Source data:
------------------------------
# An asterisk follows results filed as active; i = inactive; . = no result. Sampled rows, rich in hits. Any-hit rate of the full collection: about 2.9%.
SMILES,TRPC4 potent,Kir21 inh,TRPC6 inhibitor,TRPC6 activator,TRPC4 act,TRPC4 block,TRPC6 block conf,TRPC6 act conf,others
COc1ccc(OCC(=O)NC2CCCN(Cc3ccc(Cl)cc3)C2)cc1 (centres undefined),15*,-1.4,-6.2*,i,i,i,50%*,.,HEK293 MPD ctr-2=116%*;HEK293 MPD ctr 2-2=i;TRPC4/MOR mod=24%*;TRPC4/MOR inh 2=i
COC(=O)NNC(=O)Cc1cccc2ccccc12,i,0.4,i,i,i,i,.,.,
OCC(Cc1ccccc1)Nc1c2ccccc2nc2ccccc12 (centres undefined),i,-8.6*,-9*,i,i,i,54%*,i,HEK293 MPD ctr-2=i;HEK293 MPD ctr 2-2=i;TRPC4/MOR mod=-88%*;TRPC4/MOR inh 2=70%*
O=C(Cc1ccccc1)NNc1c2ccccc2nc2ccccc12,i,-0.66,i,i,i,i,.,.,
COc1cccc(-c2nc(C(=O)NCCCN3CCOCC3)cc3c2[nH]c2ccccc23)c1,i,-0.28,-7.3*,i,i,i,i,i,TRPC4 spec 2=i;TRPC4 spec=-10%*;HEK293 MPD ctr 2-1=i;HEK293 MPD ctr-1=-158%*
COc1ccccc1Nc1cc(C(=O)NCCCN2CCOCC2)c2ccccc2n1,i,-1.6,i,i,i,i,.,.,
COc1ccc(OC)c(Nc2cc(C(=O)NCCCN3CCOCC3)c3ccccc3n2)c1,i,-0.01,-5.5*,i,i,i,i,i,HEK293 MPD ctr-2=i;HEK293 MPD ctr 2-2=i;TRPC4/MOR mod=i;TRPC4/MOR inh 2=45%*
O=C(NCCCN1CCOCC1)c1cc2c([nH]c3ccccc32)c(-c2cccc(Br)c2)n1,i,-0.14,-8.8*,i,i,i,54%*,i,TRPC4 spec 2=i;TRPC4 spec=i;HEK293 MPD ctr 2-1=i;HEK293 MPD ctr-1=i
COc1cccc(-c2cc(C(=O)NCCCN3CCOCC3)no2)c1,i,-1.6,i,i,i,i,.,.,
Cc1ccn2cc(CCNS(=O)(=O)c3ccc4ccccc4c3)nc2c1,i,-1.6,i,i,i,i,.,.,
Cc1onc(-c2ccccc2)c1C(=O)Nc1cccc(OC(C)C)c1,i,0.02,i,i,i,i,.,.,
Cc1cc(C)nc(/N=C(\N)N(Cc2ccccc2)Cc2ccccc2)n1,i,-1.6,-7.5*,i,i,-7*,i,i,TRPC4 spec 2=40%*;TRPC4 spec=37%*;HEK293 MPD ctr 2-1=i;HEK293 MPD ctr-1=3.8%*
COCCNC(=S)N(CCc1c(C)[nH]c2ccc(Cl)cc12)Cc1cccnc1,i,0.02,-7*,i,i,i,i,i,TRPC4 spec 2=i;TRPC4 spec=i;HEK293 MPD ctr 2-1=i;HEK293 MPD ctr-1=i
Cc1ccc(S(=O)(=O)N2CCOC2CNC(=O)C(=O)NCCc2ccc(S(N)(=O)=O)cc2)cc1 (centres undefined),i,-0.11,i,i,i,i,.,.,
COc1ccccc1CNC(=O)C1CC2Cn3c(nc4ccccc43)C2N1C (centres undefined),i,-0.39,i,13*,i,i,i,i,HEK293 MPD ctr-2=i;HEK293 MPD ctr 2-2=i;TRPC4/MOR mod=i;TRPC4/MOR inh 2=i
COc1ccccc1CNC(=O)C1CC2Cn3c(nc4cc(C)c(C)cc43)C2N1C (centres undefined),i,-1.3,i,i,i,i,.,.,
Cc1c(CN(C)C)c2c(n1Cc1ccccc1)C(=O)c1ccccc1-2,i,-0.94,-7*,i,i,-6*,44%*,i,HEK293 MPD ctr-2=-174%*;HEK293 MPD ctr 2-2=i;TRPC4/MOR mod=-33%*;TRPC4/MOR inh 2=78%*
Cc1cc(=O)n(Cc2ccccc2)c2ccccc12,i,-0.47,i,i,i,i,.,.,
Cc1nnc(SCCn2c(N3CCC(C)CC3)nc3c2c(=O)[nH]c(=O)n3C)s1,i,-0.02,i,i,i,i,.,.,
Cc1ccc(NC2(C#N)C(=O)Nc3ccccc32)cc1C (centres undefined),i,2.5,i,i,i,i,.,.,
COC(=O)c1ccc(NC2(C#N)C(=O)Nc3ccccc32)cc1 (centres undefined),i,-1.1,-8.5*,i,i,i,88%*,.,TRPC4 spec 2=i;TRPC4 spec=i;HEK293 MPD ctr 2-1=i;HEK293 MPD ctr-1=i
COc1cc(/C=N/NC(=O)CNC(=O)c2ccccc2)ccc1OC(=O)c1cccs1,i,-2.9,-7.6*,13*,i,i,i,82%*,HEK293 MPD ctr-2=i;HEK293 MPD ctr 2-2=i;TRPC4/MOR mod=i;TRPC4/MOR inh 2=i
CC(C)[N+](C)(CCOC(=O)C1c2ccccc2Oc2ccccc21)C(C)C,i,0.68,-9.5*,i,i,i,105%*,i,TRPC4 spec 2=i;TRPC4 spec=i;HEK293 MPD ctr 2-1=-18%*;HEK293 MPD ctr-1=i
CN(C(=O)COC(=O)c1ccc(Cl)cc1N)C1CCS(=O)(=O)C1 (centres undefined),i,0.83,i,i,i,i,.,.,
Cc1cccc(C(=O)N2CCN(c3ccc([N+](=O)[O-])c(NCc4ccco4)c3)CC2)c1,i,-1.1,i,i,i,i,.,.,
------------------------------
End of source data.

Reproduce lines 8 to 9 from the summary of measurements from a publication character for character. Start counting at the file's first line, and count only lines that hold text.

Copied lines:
COc1ccccc1Nc1cc(C(=O)NCCCN2CCOCC2)c2ccccc2n1,i,-1.6,i,i,i,i,.,.,
COc1ccc(OC)c(Nc2cc(C(=O)NCCCN3CCOCC3)c3ccccc3n2)c1,i,-0.01,-5.5*,i,i,i,i,i,HEK293 MPD ctr-2=i;HEK293 MPD ctr 2-2=i;TRPC4/MOR mod=i;TRPC4/MOR inh 2=45%*